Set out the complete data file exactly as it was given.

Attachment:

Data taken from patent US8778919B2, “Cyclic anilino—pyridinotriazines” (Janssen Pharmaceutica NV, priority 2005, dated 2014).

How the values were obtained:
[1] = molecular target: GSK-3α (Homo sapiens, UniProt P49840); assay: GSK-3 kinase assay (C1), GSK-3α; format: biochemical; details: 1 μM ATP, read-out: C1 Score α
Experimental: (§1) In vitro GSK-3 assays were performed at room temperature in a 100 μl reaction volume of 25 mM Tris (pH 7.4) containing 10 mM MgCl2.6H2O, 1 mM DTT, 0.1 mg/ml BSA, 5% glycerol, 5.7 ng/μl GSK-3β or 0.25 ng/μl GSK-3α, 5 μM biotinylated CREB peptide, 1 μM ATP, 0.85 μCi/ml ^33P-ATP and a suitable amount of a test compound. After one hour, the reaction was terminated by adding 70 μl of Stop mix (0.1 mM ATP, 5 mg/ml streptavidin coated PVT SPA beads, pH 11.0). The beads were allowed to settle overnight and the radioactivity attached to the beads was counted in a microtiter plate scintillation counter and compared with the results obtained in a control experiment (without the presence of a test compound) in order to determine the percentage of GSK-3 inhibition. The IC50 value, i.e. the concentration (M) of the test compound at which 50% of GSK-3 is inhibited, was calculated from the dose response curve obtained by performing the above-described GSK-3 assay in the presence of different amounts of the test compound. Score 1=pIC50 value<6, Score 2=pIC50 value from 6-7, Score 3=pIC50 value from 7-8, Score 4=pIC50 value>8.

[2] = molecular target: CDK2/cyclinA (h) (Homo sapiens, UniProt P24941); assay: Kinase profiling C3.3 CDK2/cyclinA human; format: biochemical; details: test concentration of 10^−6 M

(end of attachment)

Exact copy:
Data taken from patent US8778919B2, “Cyclic anilino—pyridinotriazines” (Janssen Pharmaceutica NV, priority 2005, dated 2014).

How the values were obtained:
[1] = molecular target: GSK-3α (Homo sapiens, UniProt P49840); assay: GSK-3 kinase assay (C1), GSK-3α; format: biochemical; details: 1 μM ATP, read-out: C1 Score α
Experimental: (§1) In vitro GSK-3 assays were performed at room temperature in a 100 μl reaction volume of 25 mM Tris (pH 7.4) containing 10 mM MgCl2.6H2O, 1 mM DTT, 0.1 mg/ml BSA, 5% glycerol, 5.7 ng/μl GSK-3β or 0.25 ng/μl GSK-3α, 5 μM biotinylated CREB peptide, 1 μM ATP, 0.85 μCi/ml ^33P-ATP and a suitable amount of a test compound. After one hour, the reaction was terminated by adding 70 μl of Stop mix (0.1 mM ATP, 5 mg/ml streptavidin coated PVT SPA beads, pH 11.0). The beads were allowed to settle overnight and the radioactivity attached to the beads was counted in a microtiter plate scintillation counter and compared with the results obtained in a control experiment (without the presence of a test compound) in order to determine the percentage of GSK-3 inhibition. The IC50 value, i.e. the concentration (M) of the test compound at which 50% of GSK-3 is inhibited, was calculated from the dose response curve obtained by performing the above-described GSK-3 assay in the presence of different amounts of the test compound. Score 1=pIC50 value<6, Score 2=pIC50 value from 6-7, Score 3=pIC50 value from 7-8, Score 4=pIC50 value>8.

[2] = molecular target: CDK2/cyclinA (h) (Homo sapiens, UniProt P24941); assay: Kinase profiling C3.3 CDK2/cyclinA human; format: biochemical; details: test concentration of 10^−6 M